As with all fraud, victims experience a wide range of impacts in the aftermath of victimisation. While many believe these to be only financial, in reality, it extends to a decline in both physical and emotional wellbeing, relationship breakdown, unemployment, homelessness, and in extreme cases, suicide. In the case of romance fraud, there is the additional trauma associated with grieving both the loss of the relationship as well as any funds they have transferred. For many victims, the loss of the relationship can be harder to cope with than the monetary aspect, with victims experiencing large degrees of betrayal and violation at the hands of their offender.

Sadly, there is also a large amount of victim blaming that exists with both romance fraud and fraud in general. Fraud is unique in that victims actively participate in the offence, through the transfer of money, albeit under false pretences. As a result, they are seen to be culpable for what occurs and are often blamed for their own circumstances. The stereotype of fraud victims as greedy, gullible and naïve persists, and presents as a barrier to disclosure as well as inhibiting their ability to report the incident and access any support services.

Given the magnitude of losses and impacts on romance fraud victims, there is an emerging body of scholarship that seeks to better understand the ways in which offenders are able to successfully target victims, the ways in which they are able to perpetrate their offences, and the impacts of victimisation on the individuals themselves. The following three articles each explore different aspects of romance fraud, to gain a more holistic understanding of this crime type.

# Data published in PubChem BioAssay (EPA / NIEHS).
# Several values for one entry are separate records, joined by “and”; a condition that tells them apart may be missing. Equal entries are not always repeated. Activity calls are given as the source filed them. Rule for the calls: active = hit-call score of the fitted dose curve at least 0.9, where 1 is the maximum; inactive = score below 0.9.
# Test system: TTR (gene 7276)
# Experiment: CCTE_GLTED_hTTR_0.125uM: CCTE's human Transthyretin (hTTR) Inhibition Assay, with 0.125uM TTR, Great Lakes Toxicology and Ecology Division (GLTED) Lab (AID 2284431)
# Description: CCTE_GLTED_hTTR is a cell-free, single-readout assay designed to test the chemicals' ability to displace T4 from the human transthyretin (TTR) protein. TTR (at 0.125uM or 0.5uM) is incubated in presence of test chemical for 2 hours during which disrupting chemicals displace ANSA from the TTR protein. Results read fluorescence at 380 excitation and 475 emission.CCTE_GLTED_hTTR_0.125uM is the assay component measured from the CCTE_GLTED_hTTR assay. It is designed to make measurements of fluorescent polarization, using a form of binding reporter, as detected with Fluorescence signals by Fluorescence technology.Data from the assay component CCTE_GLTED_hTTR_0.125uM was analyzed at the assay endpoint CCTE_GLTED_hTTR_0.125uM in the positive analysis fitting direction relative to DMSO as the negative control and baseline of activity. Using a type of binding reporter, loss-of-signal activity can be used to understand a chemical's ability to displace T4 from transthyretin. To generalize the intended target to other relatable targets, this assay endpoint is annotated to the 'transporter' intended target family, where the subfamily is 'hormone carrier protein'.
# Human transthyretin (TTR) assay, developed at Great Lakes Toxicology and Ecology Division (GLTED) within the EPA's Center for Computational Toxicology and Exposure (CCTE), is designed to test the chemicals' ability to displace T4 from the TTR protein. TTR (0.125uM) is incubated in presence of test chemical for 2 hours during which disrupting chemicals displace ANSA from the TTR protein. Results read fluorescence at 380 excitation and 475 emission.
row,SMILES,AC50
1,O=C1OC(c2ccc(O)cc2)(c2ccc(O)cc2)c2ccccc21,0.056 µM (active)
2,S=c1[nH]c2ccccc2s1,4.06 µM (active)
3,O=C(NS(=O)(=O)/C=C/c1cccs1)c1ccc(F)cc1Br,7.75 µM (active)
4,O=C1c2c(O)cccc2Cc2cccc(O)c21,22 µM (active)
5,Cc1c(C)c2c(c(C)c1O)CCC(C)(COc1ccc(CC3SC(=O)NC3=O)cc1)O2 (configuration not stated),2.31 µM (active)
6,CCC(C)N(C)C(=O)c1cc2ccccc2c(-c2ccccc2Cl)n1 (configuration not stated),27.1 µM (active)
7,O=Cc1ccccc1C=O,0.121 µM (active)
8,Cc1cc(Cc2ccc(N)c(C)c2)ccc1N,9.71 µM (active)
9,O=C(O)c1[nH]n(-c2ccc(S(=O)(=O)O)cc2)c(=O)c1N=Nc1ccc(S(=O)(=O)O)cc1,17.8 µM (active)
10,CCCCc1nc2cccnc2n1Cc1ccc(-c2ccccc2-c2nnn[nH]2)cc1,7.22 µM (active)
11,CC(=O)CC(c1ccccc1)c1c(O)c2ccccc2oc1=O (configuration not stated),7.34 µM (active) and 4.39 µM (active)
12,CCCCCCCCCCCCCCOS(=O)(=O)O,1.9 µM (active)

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A measurement of link rot: 57%

I submitted my PhD on the 31st August 2005 (9 months before Twitter started, almost two years before the first iPhone). The easiest version to find (click here) contains the minor revisions requested by my examiners and some typographical changes to fit it into the Computer Lab’s Technical Report series.

Since it seemed like a good idea at the time, my thesis has an annotated bibliography (so you can read a brief precis of what I referenced, which could assist you in deciding whether to follow it up). I also went to some effort to identify online versions of everything I cited, because it always helpful to just click on a link and immediately see the paper, news article or other material.

The thesis has 153 references, in two cases I provided two URLs, and in three cases I could not provide any URL — though I did note that the three ITU standards documents I cited were available from the ITU bookshop and it was possible to download a small number of standards without charge. That is, the bibliography contained 152 URLs.
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Cambridge Cybercrime Centre: COVID briefing papers

The current coronavirus pandemic has significantly disrupted all our societies and, we believe, it has also significantly disrupted cybercrime.

In the Cambridge Cybercrime Centre we collect crime-related datasets of many types and we expect, in due course, to be able to identify, measure and document this disruption. We will not be alone in doing so — a key aim of our centre is to make datasets available to other academic researchers so that they too can identify, measure and document. What’s more, we make this data available in a timely manner — sometimes before we have even looked at it ourselves!